You'll also find the executives living in houses that are the size of a Holiday Inn... Opps... I know the house is in their wifes name.
 

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True enough, Tom. Now, how about those unions? Where DO you think Jimmy Hoffa is buried? Therein lies the problem: The unions are Big Business, too. They're just "shareholder owned." Remember, it's not about making a profit - it's about LOOKING LIKE you're making a profit!
 

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Thanks to the goverment a very high percentage of middle class jobs have gone over seas...Unions have no control over this issue..The people that have control are us and we let it happen...So for anyone to use or state the union have out lived there usefulness must be a very rich person or on welfair.......
So lets face it why not start understanding goodyear want to be like the rest screw the american worker for there bottom line....They know we the people will still buy there products not matter what.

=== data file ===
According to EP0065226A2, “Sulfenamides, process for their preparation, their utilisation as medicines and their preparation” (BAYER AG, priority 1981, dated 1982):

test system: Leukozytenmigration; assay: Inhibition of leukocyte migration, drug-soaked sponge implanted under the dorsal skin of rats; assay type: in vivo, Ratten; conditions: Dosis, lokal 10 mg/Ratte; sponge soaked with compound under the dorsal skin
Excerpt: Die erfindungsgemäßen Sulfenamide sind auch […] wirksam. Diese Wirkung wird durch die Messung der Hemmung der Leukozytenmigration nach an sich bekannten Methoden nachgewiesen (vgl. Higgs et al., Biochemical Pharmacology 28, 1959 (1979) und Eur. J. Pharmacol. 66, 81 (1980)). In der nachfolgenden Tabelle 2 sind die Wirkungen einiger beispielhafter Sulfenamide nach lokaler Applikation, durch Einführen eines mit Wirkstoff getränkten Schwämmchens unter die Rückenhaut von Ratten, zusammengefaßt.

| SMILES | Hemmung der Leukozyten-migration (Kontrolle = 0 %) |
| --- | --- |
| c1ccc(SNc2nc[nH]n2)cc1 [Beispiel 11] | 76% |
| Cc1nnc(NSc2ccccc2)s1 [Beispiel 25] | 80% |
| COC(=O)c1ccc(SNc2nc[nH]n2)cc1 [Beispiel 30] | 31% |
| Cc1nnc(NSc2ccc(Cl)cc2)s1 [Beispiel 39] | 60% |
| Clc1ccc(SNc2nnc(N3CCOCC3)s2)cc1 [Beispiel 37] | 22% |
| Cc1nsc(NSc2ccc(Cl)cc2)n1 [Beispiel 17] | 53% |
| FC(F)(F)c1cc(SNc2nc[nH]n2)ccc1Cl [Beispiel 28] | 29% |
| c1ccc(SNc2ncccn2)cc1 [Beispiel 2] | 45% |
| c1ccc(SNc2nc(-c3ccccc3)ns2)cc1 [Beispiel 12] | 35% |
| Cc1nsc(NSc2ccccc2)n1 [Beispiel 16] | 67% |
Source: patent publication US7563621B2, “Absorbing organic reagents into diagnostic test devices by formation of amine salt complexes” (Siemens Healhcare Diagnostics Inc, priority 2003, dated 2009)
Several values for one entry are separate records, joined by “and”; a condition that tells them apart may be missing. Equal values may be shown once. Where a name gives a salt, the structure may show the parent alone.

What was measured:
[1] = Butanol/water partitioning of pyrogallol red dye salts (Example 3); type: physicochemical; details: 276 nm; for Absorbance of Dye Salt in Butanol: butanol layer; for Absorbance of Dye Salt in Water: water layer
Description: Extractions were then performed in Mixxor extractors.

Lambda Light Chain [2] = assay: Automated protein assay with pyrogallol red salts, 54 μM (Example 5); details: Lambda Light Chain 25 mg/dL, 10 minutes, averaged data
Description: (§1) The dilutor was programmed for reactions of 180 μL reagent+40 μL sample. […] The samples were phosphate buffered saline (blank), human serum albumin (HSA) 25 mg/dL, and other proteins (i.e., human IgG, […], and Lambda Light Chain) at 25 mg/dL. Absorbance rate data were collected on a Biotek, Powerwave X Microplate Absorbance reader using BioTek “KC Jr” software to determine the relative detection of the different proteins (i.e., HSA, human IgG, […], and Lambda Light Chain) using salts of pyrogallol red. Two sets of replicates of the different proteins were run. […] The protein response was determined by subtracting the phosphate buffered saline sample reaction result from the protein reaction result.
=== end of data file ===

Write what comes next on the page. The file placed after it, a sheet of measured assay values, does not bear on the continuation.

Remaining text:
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Baby Redwing said:
Thanks to the goverment a very high percentage of middle class jobs have gone over seas...Unions have no control over this issue..The people that have control are us and we let it happen...So for anyone to use or state the union have out lived there usefulness must be a very rich person or on welfair.......
So lets face it why not start understanding goodyear want to be like the rest screw the american worker for there bottom line....They know we the people will still buy there products not matter what.
I am not very rich.. nor do I live on welfare... I own and work in a cabinet shop... and make nowhere close to the hourly wage that union workers
make in that Goodyear plant.. IMHO unions are the reason this plant is closing... and in many other instances also... I still think unions have outlived their usefullness..... ! is the union going to pay the bills of those workers that were laid off at Goodyear ? but i would be willing to bet